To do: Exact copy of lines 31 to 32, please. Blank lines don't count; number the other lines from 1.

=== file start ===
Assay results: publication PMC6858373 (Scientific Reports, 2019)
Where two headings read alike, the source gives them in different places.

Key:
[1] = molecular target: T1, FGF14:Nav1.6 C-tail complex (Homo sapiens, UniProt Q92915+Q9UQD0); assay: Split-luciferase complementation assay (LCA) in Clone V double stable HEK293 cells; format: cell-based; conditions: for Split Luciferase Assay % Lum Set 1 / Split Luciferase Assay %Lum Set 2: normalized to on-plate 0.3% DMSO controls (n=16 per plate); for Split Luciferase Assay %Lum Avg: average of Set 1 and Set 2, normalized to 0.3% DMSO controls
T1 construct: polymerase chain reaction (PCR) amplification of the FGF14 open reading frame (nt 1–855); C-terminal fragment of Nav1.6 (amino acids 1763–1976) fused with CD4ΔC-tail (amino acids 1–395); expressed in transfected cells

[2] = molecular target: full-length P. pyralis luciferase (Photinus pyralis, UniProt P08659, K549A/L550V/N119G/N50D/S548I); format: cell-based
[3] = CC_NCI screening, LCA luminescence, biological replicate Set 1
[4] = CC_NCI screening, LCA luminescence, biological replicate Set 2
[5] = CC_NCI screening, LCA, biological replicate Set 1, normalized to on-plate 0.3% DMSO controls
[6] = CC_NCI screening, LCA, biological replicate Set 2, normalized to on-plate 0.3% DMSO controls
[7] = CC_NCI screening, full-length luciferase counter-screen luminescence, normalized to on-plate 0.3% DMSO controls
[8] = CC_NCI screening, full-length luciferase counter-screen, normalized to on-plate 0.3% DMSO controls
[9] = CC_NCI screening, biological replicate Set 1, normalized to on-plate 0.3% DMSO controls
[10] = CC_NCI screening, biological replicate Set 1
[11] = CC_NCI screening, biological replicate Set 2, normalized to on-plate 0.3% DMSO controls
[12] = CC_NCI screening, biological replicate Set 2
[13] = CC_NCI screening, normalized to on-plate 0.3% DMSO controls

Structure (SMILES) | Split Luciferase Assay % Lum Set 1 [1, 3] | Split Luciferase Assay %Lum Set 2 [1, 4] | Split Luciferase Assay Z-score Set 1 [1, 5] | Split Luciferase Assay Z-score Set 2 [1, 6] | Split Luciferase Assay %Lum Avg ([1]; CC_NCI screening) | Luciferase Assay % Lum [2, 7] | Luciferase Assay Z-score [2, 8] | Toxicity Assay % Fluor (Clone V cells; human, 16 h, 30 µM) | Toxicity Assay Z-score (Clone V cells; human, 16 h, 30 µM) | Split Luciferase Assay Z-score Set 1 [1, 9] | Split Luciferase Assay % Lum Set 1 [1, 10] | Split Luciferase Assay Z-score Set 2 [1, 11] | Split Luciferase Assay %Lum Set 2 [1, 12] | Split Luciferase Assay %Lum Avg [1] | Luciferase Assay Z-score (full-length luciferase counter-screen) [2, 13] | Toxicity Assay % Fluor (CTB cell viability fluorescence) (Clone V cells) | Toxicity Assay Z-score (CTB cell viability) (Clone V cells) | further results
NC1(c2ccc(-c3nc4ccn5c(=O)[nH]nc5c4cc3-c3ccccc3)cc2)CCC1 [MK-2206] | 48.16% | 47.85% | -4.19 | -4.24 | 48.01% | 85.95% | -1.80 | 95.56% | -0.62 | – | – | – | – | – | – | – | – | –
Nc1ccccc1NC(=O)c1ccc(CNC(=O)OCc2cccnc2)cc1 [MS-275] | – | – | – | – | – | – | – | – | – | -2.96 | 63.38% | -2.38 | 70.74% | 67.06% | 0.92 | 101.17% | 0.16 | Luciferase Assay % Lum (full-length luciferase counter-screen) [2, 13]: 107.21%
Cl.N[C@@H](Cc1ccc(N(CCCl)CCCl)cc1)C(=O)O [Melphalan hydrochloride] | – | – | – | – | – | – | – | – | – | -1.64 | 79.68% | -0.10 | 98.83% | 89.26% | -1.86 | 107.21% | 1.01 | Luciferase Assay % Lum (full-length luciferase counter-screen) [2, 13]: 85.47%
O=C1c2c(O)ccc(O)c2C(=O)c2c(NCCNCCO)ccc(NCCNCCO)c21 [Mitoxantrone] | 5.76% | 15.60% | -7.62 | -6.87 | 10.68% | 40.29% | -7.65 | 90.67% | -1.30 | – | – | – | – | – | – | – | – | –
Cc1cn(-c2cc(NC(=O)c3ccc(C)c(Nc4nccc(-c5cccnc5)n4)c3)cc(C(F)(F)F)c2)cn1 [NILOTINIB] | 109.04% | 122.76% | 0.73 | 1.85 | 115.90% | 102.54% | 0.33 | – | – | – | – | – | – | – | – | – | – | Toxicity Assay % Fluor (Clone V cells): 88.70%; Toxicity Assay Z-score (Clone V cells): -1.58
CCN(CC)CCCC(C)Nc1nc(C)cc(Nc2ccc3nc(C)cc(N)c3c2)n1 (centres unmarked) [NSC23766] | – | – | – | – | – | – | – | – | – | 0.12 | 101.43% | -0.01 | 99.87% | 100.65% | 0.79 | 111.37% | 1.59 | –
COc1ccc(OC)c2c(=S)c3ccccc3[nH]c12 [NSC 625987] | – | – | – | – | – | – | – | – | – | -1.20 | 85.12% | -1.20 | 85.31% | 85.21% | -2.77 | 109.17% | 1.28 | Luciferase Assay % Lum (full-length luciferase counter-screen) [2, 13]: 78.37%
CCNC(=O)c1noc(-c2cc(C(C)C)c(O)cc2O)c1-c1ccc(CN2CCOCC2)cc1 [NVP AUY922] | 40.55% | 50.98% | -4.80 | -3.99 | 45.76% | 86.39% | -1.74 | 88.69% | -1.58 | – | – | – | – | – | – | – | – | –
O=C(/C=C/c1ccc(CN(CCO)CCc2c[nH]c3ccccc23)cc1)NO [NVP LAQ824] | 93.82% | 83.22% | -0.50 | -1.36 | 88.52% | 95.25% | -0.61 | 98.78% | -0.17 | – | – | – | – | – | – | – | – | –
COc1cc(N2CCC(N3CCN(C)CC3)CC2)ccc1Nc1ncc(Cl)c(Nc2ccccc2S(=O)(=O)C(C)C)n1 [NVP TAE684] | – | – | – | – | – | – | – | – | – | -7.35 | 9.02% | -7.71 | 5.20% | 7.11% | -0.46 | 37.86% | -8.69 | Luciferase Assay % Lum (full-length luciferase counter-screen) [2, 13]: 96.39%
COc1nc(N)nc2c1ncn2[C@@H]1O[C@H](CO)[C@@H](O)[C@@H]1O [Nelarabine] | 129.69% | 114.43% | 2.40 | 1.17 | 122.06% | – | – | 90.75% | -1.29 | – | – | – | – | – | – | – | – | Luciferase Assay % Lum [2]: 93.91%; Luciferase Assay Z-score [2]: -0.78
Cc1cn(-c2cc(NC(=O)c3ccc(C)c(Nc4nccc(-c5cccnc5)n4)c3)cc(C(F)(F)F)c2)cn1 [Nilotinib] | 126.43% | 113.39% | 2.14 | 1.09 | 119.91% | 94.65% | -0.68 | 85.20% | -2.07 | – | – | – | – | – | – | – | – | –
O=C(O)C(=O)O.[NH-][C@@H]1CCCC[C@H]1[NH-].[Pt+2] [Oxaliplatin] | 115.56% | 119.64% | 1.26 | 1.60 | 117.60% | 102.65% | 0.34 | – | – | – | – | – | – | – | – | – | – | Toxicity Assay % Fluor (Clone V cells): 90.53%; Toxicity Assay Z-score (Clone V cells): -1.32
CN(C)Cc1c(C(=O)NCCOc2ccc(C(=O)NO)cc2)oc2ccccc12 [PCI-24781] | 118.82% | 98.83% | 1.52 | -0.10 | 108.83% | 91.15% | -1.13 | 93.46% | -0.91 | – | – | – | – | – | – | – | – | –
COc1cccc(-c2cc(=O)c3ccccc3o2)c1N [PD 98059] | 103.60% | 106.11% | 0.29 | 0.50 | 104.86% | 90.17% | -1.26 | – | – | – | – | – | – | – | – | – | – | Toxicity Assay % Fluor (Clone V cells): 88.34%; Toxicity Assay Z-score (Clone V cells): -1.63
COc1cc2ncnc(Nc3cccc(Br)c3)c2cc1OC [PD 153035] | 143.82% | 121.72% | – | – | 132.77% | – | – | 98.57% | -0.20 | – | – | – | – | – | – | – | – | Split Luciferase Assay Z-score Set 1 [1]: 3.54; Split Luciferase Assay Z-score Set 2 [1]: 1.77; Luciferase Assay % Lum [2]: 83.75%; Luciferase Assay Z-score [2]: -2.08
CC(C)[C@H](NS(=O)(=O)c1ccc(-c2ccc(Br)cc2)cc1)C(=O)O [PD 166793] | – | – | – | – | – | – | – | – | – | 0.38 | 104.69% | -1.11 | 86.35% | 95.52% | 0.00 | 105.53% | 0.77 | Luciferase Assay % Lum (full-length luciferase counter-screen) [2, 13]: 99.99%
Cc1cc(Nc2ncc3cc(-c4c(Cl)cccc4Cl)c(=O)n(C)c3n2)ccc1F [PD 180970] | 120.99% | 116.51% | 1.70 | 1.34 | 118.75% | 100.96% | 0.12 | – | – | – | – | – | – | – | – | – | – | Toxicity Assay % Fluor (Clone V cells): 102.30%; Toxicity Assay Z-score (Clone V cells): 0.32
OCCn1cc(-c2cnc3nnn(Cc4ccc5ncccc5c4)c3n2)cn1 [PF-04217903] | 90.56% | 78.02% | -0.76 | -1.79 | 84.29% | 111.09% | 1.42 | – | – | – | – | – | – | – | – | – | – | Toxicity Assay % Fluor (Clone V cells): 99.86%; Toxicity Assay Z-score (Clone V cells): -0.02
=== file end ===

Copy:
O=C(O)C(=O)O.[NH-][C@@H]1CCCC[C@H]1[NH-].[Pt+2] [Oxaliplatin] | 115.56% | 119.64% | 1.26 | 1.60 | 117.60% | 102.65% | 0.34 | – | – | – | – | – | – | – | – | – | – | Toxicity Assay % Fluor (Clone V cells): 90.53%; Toxicity Assay Z-score (Clone V cells): -1.32
CN(C)Cc1c(C(=O)NCCOc2ccc(C(=O)NO)cc2)oc2ccccc12 [PCI-24781] | 118.82% | 98.83% | 1.52 | -0.10 | 108.83% | 91.15% | -1.13 | 93.46% | -0.91 | – | – | – | – | – | – | – | – | –